September 2, 2018
Four years ago, during 2014 NaNoWriMo (National Novel Writing Month), I dashed off a 50,000-word draft of MAN AFTER MIDNIGHT, a thriller bearing no resemblance to Abba’s classic. The ‘man’ in my story lurks behind profiles of unsuspecting users on the ‘Man After Midnight’ dating site. Once he arranges a date with a woman, he meets her for drinks which he spikes. At 12:01 a.m., he leaves her body gutted of all female parts before dropping his calling ‘card’ a crude drawing of a clock with its short hand on twelve and the long hand, to one minute after. But, something occurred to me once I read what I had written: that true death involves so much more than just the body.
Now, I am making human trafficking the subject of my story. Already a global pandemic, trafficking degrades women and girls in body, mind and soul. In fact, actual death might come as a relief.
Despite our expectations, traffickers aren’t always easy to identify, especially if they begin by telling a vulnerable female what she is desperate to hear: that she is beautiful and desirable. Once he reels her in with his honeyed words, he convinces her that he is her very best friend, her only confidante. Only he and he alone truly cares more about her than even her boyfriend, friends, or even parents. He rushes her to the next step: to move in with him or even marry him. He tunes in to her deepest desire and, then, promises to deliver it….or so she believes.
Want to attend college? Send money to family? Dream of modeling, singing, dancing, or acting? Well, you certainly have the figure, voice, legs, or talent for it. Whatever your heart desires, it’s yours.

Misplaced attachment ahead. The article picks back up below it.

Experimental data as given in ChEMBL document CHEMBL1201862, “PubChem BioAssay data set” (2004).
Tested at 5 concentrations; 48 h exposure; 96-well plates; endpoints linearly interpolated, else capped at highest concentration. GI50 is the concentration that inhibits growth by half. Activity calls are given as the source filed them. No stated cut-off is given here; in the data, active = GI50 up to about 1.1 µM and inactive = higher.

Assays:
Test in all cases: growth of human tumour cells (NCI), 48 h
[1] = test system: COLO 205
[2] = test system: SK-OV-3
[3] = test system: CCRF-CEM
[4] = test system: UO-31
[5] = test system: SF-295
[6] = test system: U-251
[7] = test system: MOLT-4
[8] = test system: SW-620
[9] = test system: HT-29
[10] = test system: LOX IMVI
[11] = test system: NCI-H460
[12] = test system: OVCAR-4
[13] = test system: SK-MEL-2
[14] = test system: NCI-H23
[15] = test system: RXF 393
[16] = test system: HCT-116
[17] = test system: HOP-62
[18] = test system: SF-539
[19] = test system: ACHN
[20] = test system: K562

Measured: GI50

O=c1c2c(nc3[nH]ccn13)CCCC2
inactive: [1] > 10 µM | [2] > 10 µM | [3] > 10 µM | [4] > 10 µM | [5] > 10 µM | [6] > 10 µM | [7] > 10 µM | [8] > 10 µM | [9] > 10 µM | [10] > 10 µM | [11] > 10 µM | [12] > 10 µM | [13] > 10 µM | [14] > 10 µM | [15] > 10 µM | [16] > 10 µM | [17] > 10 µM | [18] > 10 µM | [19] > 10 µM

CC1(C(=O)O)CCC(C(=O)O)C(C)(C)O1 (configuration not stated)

But his smoldering eyes and gleaming smile mask a deadly secret about. ‘Mr. Wonderful’: that he is a trafficker. When she least expects, that charm, passion, and effortless wit disappear. He spikes her beer, wine, or high-dollar coffee with Rohypnol and tosses her into a van with other terrified women.
Any female, no matter her age, can become a victim before she suspects what is about to happen.
For example, in Man After Midnight, Destiny — my protagonist’s rebellious but virginal teen — goes missing on Halloween night in 2012.
The premise goes like this: When the mother of a teenager learns that her daughter is being auctioned to the highest bidder by 12:01 a.m. on the ‘Dark ‘Net’, she must find the auction and purchase her from ‘The Man’ no later than midnight or become his newest victim, herself.
Thank God, I have never been trafficked. Since I haven’t, I must rely on research. Books, documentaries, and personal experiences of those whose bodies, minds, and souls bear its scars. For the past month, I’ve binge-watched docudramas and read survivors’ stories. Today’s post, Part 26a, is about my findings.
- that they can be any age, even children
- that they can be of any ethnicity and come from any background
- that even their families risk being killed
“Ah,” you say. “But that only happens in other countries,”
Whoa. Not so fast. Statistics from 2017 show that, in the United States, alone, human trafficking is a pandemic that now spans the globe.
Today’s traffickers don’t always look ‘sleazy’ . They can be co-workers or supervisors, professors or students, doctors, attorneys, or clergy. Some are ‘gamers’ posing as teens while they look for latchkey children. Others ‘friend’ or ‘follow’ their prey on the social media.
Coming up in Part 26b of my blog post, SAME MAN, DIFFERENT PLAN”, Jody Paar will recount her own nightmare in our ‘once-safe‘ United States of America.